While the TMT Predictions 2015–The future in Tech, Media & Telecom report delves into a whole range of areas, it does contain a few insights into how people are making use of technologies and media such as 3D printing in education, eBooks and smartphones.
As Media Access Australia has noted, 3D printers are emerging as a powerful way to improve access to education for students with disabilities due to their ability to provide a literally hands-on learning experience for blind and vision impaired students.
This ability for schools, and potentially every classroom, to one day be able to print out physical versions of everything from bacteria to maps to bones to mechanical parts is something of a new industrial revolution.
“Although 3D printers are unlikely to be the ‘factory in every home’, they may become the factory in every school,” Deloitte’s report reads. “Learning how to use 3D printers (and the software tools needed to operate them) will be like learning woodworking or metalworking for past generations of students: enormously useful for those who will end up using 3D printers in their jobs, and still a positive learning experience for the rest.
“It is still early days, but one study found that hundreds of US primary and secondary schools are already including 3D printers in their annual budgets,” the report states, in a sign of just how fast the technology is catching on.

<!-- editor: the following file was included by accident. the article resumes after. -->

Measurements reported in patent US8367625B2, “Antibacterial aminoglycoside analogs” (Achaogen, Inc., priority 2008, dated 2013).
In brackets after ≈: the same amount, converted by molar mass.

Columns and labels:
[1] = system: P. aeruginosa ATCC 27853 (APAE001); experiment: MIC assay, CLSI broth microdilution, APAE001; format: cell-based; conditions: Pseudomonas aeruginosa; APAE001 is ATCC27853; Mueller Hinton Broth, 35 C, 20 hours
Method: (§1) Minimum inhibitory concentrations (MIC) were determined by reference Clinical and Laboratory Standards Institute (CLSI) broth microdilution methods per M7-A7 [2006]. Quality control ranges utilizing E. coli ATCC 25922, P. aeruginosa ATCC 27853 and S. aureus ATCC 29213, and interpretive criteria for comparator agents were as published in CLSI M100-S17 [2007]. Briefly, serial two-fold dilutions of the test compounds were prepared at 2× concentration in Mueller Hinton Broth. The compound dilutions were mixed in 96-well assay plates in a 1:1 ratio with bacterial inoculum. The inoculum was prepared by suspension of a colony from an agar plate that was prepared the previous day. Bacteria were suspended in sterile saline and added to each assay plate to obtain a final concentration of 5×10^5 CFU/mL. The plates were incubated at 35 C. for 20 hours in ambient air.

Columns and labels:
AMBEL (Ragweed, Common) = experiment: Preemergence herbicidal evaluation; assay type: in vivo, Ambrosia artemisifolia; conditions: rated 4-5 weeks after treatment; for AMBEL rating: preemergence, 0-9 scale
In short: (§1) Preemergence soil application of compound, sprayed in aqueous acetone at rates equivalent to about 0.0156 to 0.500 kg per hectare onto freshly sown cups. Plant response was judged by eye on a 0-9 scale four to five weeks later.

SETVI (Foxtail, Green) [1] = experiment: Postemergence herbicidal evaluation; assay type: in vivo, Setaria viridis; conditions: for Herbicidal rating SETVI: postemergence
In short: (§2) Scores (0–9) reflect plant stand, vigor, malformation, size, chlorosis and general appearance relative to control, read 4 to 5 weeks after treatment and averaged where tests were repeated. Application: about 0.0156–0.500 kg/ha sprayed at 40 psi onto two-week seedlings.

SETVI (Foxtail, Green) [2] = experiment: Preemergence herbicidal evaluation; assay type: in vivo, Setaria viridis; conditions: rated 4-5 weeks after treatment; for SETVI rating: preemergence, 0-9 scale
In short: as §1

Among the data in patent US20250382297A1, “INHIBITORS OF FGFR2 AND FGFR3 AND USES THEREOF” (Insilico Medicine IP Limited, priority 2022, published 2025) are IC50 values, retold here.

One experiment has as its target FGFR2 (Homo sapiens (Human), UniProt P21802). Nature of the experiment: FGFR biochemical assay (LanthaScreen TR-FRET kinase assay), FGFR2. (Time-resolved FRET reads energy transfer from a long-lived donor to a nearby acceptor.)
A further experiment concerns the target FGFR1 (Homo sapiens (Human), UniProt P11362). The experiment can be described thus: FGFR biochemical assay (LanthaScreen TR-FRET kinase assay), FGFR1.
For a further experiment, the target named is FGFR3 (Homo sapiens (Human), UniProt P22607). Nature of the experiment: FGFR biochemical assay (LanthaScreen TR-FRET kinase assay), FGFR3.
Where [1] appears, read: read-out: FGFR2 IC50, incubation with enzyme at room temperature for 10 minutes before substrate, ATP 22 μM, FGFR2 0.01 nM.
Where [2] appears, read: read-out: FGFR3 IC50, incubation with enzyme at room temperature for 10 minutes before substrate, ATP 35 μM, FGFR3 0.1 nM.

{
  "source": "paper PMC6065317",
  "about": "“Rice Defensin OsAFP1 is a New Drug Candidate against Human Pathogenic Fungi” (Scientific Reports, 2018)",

eBooks and eReaders
Deloitte’s report also takes a look at people’s use of eReaders and eBooks. While the technology transformed traditional print media ten years ago, there are signs emerging that people may be returning to traditional paper-based books. In fact, in some countries the prior growth in sales of digital versions of print books are now plateauing or even declining.
“A decade on from the launch of the eReader, print will dominate book sales even in markets with high digital device penetration,” the report states. “Over 30 percent of Americans own an eReader, over 40 percent have tablets, and ownership of smartphones is likely more than 60 percent by the start of 2015.
“Print is likely to generate the majority of books sales for the foreseeable future: eBook sales volumes have hit a plateau, or seen decelerating growth, in major markets including the US, UK and Canada.”
The report also finds that among younger readers there is still a strong preference for print-based books—despite the increasing use of mobile devices such as tablets in classrooms. It is also suggested that students may have a preference for paper books when it comes to the need to retain knowledge, rather than read for entertainment or other reasons.
The Deloitte report also contains an interesting nugget of information about the growth of smartphone devices.
In a sign of the need to focus on access issues for mobile devices, the company predicts that one billion people will move from standard mobile phones to smartphones during 2015. This translates to total smartphone sales in 2015 of about 1.4 billion.
If we consider that about one person in five has a disability, then that’s an extra 200 million people who may encounter access issues in popular mobile device operating systems like Windows, Android and Apple’s iOS.
If a lesson can be drawn from this, it’s that the need for accessible apps and devices has never been greater and will, for the next few years at least, only grow in urgency.
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